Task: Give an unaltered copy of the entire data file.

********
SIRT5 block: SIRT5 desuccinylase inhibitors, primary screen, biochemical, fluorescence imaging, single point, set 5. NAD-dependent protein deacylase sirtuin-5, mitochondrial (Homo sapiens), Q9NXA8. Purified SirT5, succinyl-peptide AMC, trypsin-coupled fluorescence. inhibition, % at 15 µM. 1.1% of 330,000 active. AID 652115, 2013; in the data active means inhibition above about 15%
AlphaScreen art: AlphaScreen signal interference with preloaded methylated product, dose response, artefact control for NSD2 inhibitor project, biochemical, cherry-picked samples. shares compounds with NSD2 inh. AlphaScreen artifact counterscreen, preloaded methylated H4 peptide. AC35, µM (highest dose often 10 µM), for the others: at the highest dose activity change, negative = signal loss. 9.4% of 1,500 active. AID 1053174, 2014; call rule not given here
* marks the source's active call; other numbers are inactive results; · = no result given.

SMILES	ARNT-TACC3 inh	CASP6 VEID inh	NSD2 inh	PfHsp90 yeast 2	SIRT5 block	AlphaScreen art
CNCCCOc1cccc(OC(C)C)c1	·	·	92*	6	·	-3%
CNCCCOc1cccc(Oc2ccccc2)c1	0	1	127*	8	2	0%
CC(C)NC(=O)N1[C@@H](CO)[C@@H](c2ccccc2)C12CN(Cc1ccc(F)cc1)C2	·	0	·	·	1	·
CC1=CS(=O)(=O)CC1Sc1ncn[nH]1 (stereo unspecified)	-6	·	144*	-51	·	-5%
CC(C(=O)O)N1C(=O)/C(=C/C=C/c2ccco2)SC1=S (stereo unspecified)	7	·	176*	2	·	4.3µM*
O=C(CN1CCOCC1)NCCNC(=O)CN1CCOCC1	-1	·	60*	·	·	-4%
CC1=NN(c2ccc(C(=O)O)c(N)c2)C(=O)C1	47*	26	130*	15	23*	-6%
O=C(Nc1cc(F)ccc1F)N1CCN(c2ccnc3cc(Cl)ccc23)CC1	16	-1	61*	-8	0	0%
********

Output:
SIRT5 block: SIRT5 desuccinylase inhibitors, primary screen, biochemical, fluorescence imaging, single point, set 5. NAD-dependent protein deacylase sirtuin-5, mitochondrial (Homo sapiens), Q9NXA8. Purified SirT5, succinyl-peptide AMC, trypsin-coupled fluorescence. inhibition, % at 15 µM. 1.1% of 330,000 active. AID 652115, 2013; in the data active means inhibition above about 15%
AlphaScreen art: AlphaScreen signal interference with preloaded methylated product, dose response, artefact control for NSD2 inhibitor project, biochemical, cherry-picked samples. shares compounds with NSD2 inh. AlphaScreen artifact counterscreen, preloaded methylated H4 peptide. AC35, µM (highest dose often 10 µM), for the others: at the highest dose activity change, negative = signal loss. 9.4% of 1,500 active. AID 1053174, 2014; call rule not given here
* marks the source's active call; other numbers are inactive results; · = no result given.

SMILES	ARNT-TACC3 inh	CASP6 VEID inh	NSD2 inh	PfHsp90 yeast 2	SIRT5 block	AlphaScreen art
CNCCCOc1cccc(OC(C)C)c1	·	·	92*	6	·	-3%
CNCCCOc1cccc(Oc2ccccc2)c1	0	1	127*	8	2	0%
CC(C)NC(=O)N1[C@@H](CO)[C@@H](c2ccccc2)C12CN(Cc1ccc(F)cc1)C2	·	0	·	·	1	·
CC1=CS(=O)(=O)CC1Sc1ncn[nH]1 (stereo unspecified)	-6	·	144*	-51	·	-5%
CC(C(=O)O)N1C(=O)/C(=C/C=C/c2ccco2)SC1=S (stereo unspecified)	7	·	176*	2	·	4.3µM*
O=C(CN1CCOCC1)NCCNC(=O)CN1CCOCC1	-1	·	60*	·	·	-4%
CC1=NN(c2ccc(C(=O)O)c(N)c2)C(=O)C1	47*	26	130*	15	23*	-6%
O=C(Nc1cc(F)ccc1F)N1CCN(c2ccnc3cc(Cl)ccc23)CC1	16	-1	61*	-8	0	0%